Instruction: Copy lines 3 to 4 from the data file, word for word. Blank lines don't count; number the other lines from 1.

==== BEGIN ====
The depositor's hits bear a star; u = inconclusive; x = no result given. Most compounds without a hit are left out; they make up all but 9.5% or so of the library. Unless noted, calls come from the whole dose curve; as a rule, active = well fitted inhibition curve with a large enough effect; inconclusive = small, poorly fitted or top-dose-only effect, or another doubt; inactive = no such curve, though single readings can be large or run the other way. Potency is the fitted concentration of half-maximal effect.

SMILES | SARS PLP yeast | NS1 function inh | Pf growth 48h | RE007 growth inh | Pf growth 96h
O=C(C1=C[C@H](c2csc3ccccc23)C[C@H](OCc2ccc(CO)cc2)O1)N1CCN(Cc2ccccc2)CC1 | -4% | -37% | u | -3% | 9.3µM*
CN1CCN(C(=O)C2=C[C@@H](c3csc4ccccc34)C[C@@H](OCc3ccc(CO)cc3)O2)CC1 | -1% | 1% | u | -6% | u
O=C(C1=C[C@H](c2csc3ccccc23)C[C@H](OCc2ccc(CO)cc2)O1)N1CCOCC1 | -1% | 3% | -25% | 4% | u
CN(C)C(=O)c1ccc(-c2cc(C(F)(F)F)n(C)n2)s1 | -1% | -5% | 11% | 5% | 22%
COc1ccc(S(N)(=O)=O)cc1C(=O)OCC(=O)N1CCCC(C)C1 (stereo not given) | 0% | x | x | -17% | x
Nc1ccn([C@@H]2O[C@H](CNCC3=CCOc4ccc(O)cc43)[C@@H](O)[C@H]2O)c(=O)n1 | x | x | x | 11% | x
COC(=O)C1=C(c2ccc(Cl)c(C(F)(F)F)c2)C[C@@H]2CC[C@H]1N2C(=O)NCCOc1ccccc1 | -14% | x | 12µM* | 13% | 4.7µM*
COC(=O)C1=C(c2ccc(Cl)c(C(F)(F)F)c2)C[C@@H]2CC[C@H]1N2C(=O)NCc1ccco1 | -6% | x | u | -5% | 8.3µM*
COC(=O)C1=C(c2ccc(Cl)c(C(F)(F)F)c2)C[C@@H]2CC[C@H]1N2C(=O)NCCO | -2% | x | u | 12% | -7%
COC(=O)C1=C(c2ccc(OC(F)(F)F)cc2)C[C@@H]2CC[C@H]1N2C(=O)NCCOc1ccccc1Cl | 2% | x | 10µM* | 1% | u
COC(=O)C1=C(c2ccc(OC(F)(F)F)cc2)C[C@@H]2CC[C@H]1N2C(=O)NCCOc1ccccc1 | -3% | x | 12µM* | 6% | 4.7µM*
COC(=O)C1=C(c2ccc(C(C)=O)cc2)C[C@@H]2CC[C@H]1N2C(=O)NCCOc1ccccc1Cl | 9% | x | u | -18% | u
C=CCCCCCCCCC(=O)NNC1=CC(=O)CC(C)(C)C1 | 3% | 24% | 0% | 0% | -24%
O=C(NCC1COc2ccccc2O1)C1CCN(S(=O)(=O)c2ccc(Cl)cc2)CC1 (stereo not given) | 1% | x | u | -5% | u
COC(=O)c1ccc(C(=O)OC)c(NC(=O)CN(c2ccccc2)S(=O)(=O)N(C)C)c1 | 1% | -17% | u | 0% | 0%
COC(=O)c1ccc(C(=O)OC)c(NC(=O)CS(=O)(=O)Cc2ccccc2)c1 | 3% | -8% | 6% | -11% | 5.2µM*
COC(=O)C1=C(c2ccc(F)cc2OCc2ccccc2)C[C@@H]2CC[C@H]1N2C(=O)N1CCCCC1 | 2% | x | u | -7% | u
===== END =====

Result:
O=C(C1=C[C@H](c2csc3ccccc23)C[C@H](OCc2ccc(CO)cc2)O1)N1CCN(Cc2ccccc2)CC1 | -4% | -37% | u | -3% | 9.3µM*
CN1CCN(C(=O)C2=C[C@@H](c3csc4ccccc34)C[C@@H](OCc3ccc(CO)cc3)O2)CC1 | -1% | 1% | u | -6% | u